Granada was also where I encountered a religious procession making its way through windy streets at night. I was told that these sombre advancements have less to with genuine religiosity and more with a time-honoured Spanish tradition. But it looked suitably God-fearing to me. Carrying a grand effigy of the Virgin Mary were fifteen suited young men. Behind them were candle-holding girls, older members of the congregation and a brass band playing foreboding music. I couldn't help but marvel at the eeriness of it all.

My ongoing journey is being underscored by reading The Battle For Spain by Anthony Beever. That La Guerra Civile happened here less than eighty years ago is inducing both captivation and horror. Accordingly, I watched a left-wing protest making its way through central Granada on Sunday morning with considerable intrigue. It's interesting to see young families march with students and trade unionists under hammers, sickles and the republican tricolour. It reminded me of trying to teach English to Italian teenagers a couple of years ago, and being taken aback by them knowing what Das Kapital is. Ideals in southern Europe seem an integral part of life.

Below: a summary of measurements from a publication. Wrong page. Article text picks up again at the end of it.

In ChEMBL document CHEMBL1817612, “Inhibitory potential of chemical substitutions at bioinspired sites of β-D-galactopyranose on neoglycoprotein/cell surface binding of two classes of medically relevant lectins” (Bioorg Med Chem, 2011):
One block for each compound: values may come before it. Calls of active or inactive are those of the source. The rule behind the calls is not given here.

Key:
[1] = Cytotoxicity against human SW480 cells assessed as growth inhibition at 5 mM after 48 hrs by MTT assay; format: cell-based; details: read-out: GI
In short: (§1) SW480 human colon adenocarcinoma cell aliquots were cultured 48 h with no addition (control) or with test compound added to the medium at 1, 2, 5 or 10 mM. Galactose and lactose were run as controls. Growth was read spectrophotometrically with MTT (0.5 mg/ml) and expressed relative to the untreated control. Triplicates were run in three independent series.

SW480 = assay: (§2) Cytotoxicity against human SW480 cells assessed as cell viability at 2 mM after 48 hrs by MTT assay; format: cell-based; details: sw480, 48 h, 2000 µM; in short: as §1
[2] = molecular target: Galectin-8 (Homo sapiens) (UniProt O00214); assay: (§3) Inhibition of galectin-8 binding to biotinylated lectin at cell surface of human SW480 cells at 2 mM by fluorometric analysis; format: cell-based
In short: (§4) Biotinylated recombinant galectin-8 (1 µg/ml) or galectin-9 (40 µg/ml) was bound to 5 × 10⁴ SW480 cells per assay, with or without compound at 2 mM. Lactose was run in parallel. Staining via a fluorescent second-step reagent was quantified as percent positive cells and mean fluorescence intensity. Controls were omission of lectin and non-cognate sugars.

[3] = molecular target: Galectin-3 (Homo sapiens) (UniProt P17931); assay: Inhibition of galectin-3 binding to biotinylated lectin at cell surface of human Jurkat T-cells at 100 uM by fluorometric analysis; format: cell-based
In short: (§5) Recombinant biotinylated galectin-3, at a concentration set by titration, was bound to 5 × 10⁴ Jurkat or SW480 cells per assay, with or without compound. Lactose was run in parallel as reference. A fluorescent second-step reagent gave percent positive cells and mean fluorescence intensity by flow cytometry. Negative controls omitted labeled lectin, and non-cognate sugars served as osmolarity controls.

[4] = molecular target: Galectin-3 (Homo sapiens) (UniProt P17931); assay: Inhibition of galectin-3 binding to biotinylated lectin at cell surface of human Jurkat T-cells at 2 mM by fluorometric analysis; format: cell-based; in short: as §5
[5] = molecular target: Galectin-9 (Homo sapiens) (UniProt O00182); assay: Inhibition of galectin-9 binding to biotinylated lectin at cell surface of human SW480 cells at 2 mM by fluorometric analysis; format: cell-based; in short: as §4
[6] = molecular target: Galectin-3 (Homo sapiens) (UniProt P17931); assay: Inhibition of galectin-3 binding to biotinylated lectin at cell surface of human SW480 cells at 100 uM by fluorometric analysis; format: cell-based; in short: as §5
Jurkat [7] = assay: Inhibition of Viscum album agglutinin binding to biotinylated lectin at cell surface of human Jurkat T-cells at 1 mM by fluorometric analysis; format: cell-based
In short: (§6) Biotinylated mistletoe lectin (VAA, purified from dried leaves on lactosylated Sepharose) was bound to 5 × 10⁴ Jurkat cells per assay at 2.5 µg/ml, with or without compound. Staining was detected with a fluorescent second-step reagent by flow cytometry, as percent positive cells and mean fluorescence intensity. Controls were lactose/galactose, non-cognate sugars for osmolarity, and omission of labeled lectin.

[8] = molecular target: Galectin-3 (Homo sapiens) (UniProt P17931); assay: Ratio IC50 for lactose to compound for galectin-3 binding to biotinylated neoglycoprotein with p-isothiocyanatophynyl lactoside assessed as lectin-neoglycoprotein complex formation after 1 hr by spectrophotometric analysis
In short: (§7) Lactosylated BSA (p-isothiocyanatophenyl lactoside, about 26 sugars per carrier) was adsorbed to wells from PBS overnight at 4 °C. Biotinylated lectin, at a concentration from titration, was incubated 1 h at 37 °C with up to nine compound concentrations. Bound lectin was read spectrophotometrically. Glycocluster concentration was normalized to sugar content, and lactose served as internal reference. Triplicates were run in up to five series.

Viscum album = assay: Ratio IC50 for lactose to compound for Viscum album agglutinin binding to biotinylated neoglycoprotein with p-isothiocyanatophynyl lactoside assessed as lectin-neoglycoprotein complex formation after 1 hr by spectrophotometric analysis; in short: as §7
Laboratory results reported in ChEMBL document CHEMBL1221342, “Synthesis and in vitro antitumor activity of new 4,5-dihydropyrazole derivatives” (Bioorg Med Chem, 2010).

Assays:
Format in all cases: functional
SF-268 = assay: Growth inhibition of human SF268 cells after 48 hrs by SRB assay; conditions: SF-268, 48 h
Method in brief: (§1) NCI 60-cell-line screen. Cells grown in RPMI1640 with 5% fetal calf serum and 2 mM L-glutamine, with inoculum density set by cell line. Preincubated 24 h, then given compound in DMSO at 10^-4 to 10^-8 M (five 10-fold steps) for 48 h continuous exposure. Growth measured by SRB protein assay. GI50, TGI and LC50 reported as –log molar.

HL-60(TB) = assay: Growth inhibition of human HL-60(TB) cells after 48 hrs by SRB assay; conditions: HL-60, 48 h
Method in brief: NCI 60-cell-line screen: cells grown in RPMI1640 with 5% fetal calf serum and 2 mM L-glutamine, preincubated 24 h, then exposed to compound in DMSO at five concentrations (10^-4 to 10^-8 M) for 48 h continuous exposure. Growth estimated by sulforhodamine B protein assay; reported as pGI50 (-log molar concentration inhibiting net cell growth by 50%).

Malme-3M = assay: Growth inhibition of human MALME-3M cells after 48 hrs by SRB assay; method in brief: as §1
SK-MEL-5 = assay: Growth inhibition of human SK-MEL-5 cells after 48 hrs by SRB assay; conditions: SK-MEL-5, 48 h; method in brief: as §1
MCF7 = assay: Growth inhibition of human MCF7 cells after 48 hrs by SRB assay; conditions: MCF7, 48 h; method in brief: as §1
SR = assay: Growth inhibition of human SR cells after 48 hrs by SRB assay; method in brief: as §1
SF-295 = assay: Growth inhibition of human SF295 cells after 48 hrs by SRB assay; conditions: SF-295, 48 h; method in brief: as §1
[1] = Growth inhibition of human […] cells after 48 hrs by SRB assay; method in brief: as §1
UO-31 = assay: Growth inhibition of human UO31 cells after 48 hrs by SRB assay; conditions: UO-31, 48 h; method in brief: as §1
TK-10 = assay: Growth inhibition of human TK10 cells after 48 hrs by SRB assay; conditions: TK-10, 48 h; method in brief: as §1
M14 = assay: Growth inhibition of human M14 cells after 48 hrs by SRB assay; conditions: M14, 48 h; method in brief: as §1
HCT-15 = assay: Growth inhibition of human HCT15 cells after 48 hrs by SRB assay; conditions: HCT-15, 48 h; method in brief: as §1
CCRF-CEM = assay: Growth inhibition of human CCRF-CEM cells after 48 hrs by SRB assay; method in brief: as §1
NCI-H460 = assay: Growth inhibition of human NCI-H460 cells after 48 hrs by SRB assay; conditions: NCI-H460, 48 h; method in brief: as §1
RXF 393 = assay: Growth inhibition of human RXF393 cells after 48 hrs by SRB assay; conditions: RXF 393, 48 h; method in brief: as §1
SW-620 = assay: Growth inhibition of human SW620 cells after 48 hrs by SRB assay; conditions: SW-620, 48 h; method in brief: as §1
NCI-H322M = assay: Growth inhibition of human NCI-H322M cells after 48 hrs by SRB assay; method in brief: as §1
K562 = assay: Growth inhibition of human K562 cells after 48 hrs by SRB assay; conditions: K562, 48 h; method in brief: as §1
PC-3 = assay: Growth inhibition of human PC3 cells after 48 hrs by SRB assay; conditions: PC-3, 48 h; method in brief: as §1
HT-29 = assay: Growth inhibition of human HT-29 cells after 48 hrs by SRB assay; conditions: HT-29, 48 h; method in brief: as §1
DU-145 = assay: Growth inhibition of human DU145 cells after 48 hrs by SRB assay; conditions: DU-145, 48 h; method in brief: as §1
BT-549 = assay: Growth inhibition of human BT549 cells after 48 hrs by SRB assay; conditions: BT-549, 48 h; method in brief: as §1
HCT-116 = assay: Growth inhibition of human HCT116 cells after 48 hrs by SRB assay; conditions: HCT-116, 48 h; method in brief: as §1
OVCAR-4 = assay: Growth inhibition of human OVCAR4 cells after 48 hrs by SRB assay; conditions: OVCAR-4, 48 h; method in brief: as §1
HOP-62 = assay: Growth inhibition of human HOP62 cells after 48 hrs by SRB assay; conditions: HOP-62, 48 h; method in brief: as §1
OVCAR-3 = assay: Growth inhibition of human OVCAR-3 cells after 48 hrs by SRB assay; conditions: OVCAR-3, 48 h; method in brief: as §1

Saturday, November 23, 2013

Travelling Spain: Málaga

I knew southern Spain was going to be different. But until seeing brown rugged mountains on the approach to Málaga, I didn't really expect it to "strike" me. My flight had departed Dublin in early-morning darkness, leaving behind some of this year's most uninviting Irish weather. After tiring of futile attempts to sleep, Andalucía from the air looked exotic enough to delay my inevitable fatigue. 

It was sunny of course. This part of the world sees few days that aren't. A very comfortable seventeen degrees sprang my step all the way to the accommodation.
Yet the sight of coat and scarf-wearing locals conveyed that this was Málaga's version of winter.